Sabbath. Hauled up opposite Milikens Bend for the night. Steamed down to Goungs Point this morning where the Corps landed at a rough swampy sort of a place with a steep bank leading from the river. Our company detailed to unload baggage and stores, a hard two hours job amid a broiling noonday sun. All about us is clamor and confusion, baggage and stores piled upon the bank-men hurrying and bustling about putting up tents. The puffing of the steamboats and neighing of mules and horses makes a lively scene. Our regiment quartered close by the famous “cut off” or would be “cut off” from Vicksburg, an excavation dug by General Grant, to turn the stream of the Mississippi, or a portion of it so as to flank the rebel batteries at Vicksburg. Vicksburg lies in plain sight, the rebel rifle pits and batteries in view with aid of a glass. Just below us, some of our mortar boats are hard at work shelling the city, working at it night and day. It is a lively sight to witness the shells as they leave the mortars and whiz their way or drop into the doomed city, their tracks illuminated by the burning fuse. It has been hard to realize it to be the Sabbath, amid the new scenes, the toil and labor incident to disembarking, cleaning up and the booming of the mortar boats as they send their dire missiles. Could not but feel sad at the contrast between such scenes, and the peaceful Sabbath enjoyed by loved ones at home. Finished letter to Abbie. Felt dull in mind.
Routed a little before daylight. Five days rations were given out. Marched at near 6 AM with four miles over a part corduroy and part plank road through a dense and luxuriant swamp across the peninsula lying opposite Vicksburg-to the river again. Waited until 1 PM and were then placed on board Steamer Forest Queen with orders to cross the river and march to the rear of Vicksburg, but just as we had embarked and a battery partly loaded, came orders to disembark and wait for further orders. Bivouacked in a wood on the riverbank. Around us were quartered a large motley collection of contraband Negroes of all classes and sexes presenting a sad and mournful spectacle of destitution and wretchedness. Most of them living in shelters made of fine boughs and underbrush. Yet despite their discomforts most of them seemed cheerful and happy-doubtless rejoicing in the freedom now before them. May God pity this class of sufferers from the war and overrule their emancipation from slaving so that their freedom shall be a blessing to themselves and the nation. A little distance from us was the encampments of some Negro recruits. Many of our men exercise a foolish prejudice against Negro troops and indulge in a petty persecution towards them, which makes one indignant to witness. The Negroes bear this patiently and set us a noble example in that respect. Vicksburg lies in plain sight. Cannon and mortars are thundering away at it without intermission by night or day. We are expecting daily to hear of the surrender of the city. At 6 PM came prospect of a shower leading us to put up tents in hot haste. Just got them up when orders came to pack and move. Marched at about dark, back to the spot we left in the morning. Hard marching in the dark, as the way was a rough half made corduroy full of slough holes, ditches and banks of earth making it anything but pleasant stumbling along in the dark. Our return march was illuminated by flashes of lightning, and the flash of an occasional bursting shell from our mortars-reverberations of thunder, and our mortars mingling together, making the scene grand and stirring. Such marching and counter marching without any apparent result, add but little rather detract from the patience and good nature of the men. Could not help feeling a little cross, but suppose such movements must be expected in war; and the less fretting indulged the better.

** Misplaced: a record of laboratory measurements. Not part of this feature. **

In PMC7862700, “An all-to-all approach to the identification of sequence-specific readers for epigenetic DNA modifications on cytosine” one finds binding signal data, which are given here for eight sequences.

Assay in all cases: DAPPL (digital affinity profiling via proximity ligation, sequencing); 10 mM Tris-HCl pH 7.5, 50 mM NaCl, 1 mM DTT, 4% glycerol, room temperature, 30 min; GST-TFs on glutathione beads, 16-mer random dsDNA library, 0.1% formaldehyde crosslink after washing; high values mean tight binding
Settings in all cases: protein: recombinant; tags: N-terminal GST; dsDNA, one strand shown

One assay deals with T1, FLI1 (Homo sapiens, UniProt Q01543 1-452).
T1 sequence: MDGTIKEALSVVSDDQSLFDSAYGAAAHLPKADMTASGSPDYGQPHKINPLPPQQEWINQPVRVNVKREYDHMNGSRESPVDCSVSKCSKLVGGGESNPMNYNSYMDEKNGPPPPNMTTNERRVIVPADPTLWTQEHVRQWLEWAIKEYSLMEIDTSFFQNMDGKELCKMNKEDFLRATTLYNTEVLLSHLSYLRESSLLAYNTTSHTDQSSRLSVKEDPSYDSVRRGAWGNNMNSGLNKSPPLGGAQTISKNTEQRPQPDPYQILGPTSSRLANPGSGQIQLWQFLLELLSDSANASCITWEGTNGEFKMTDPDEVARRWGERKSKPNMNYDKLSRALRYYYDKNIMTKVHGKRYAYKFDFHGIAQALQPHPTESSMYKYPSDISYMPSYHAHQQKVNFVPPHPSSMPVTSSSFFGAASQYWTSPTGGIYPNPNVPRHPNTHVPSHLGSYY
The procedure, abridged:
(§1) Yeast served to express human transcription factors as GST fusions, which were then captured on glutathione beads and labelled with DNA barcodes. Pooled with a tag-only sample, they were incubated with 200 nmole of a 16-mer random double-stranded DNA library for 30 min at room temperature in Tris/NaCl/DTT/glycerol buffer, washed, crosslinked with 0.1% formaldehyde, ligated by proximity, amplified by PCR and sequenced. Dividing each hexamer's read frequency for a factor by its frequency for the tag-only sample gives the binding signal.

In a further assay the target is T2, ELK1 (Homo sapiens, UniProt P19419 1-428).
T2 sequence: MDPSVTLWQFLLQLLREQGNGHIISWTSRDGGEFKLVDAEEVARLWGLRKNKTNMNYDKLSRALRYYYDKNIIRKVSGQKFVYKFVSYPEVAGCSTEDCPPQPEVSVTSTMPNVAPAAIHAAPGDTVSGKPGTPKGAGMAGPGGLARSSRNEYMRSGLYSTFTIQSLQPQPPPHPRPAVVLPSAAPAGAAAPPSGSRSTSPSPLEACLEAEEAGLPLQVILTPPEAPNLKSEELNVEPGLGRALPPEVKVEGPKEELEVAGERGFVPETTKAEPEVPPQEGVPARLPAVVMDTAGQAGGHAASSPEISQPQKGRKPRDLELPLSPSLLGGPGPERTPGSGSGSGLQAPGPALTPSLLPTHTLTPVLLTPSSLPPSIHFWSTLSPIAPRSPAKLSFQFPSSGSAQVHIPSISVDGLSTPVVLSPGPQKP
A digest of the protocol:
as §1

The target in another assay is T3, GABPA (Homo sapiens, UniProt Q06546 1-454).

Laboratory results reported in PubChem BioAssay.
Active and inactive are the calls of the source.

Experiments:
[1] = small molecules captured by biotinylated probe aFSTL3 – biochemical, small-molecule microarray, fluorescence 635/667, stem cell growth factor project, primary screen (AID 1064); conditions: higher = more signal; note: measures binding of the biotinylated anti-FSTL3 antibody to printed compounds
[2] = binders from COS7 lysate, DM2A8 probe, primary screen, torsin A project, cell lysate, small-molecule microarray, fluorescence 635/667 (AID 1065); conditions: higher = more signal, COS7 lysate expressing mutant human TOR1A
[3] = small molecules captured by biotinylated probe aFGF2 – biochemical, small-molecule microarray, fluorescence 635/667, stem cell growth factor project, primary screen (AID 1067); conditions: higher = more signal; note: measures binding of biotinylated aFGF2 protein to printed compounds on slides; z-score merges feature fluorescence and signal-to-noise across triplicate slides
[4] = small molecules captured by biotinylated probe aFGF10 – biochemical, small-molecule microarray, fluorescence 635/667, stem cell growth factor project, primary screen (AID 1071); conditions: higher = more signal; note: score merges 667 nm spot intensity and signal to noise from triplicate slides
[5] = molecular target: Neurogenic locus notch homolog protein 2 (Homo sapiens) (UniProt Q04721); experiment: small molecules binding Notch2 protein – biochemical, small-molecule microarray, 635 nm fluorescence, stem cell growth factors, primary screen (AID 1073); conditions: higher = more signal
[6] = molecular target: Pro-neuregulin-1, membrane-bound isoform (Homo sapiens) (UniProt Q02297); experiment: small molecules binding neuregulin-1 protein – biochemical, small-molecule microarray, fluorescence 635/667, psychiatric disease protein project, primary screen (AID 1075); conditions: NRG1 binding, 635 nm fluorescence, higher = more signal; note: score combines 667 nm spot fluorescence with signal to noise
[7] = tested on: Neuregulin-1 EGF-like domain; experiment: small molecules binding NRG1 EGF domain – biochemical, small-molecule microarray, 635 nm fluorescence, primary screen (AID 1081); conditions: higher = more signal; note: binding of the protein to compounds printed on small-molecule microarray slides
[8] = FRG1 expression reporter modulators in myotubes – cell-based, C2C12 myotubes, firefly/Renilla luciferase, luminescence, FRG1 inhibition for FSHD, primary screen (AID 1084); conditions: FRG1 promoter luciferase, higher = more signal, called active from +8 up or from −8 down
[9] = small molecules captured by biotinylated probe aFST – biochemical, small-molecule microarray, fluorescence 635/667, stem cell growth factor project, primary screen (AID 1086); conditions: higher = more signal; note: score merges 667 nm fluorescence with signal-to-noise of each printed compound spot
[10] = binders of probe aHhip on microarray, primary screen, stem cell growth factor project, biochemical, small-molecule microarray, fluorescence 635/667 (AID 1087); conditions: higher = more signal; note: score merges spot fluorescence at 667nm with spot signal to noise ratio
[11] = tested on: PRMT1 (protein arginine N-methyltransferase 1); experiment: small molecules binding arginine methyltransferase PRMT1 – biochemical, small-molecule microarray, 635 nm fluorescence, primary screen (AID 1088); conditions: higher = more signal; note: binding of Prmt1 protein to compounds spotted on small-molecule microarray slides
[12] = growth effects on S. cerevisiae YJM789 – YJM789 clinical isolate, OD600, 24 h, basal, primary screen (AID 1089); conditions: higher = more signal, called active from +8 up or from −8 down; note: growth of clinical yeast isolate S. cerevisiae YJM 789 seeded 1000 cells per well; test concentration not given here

The left wing of our regiment had the job of reloading baggage and stores upon the boat. At 11 AM on steamer again. Our whole corps on the move again, en route for the Yazoo River. Did not get underway until 3 PM. Thus seemingly our landing and movements at this point have been for naught-doubtless could we of the rank and file know all the circumstances calling for such movements we should see all was designed for the best and at the time needful. Landed at Snyders bluff on the Yazoo, or rather hauled up preparatory to landing. Snyders bluff was once a strongly fortified position in the hands of the rebels, but was taken from them by Sherman. Went ashore to view the ruined fortifications. Dismantled breastworks, redoubts, trenches, spiked siege guns, half burnt gun carriages, all sorts of odds and ends of accouterments, pieces of shell, solid shot, all were in promiscuous confusion. Stayed on board of steamer during the night. Rained just as we turned in, but managed to sleep quite comfortable beneath my rubber blanket though on the upper deck.
Disembarked at about 8 AM. Had to climb a steep bank amid mud near ankle deep, making it so slippery that one could scarce stand up. Amusing scenes occurred in getting the baggage up the ascent, often times a package would be got partially up when a grand slide backwards would take place-it was anything but easy work to roll barrels of pork, bacon etc. up the bank. Marched about two miles and camped. Passed numerous camps of Western troops. Some of the men seem to hint that we, the 9th Corps, were not needed to help at the siege, and showed a bit of jealousy toward us.